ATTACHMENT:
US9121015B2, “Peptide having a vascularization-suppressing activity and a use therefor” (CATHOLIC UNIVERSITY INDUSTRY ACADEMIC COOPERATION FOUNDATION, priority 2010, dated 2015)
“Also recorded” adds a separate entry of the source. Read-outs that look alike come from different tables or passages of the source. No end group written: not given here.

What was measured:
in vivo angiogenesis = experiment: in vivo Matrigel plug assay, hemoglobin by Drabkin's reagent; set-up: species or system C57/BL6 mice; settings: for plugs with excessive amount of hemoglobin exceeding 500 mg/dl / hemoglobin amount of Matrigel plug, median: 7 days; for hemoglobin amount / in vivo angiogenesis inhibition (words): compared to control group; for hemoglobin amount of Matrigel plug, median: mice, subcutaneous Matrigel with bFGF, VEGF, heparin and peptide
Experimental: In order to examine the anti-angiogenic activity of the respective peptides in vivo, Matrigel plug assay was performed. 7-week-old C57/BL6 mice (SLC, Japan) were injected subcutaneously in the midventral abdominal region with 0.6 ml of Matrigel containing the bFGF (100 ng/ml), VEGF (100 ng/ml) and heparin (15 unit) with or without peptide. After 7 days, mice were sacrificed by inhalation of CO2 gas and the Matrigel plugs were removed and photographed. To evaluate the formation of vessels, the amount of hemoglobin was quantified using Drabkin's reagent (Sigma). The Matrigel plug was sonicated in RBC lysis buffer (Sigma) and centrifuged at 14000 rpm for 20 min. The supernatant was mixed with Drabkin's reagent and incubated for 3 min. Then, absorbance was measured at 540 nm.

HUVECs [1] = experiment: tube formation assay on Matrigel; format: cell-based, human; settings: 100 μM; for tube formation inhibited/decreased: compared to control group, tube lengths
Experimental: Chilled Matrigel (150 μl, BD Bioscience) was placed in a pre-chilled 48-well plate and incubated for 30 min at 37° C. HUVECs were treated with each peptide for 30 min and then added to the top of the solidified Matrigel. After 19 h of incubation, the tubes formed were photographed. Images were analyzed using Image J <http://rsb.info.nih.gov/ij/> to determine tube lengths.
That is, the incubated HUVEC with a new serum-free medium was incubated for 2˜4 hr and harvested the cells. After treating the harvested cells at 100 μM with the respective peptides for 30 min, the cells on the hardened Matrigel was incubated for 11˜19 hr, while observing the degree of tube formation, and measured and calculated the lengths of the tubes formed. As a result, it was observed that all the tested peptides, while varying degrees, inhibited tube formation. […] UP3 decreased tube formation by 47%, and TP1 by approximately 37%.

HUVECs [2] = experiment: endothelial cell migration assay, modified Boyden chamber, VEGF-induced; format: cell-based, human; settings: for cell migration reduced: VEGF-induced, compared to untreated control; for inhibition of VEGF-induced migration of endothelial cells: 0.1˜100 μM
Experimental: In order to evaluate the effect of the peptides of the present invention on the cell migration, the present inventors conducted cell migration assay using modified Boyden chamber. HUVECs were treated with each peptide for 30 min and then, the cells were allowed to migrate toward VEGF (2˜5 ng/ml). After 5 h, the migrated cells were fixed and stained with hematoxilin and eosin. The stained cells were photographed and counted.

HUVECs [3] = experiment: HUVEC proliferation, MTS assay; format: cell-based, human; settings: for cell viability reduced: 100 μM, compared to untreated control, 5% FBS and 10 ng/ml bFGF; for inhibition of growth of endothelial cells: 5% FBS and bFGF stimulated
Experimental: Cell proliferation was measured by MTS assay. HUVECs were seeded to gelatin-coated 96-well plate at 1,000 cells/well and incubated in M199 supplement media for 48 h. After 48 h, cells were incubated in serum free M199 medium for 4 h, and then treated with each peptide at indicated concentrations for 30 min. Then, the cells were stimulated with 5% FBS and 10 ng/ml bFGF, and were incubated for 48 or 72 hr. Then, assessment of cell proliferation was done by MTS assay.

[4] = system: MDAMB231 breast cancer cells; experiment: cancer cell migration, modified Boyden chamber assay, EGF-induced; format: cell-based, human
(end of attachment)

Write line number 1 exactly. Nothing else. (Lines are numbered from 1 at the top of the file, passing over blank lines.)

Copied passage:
US9121015B2, “Peptide having a vascularization-suppressing activity and a use therefor” (CATHOLIC UNIVERSITY INDUSTRY ACADEMIC COOPERATION FOUNDATION, priority 2010, dated 2015)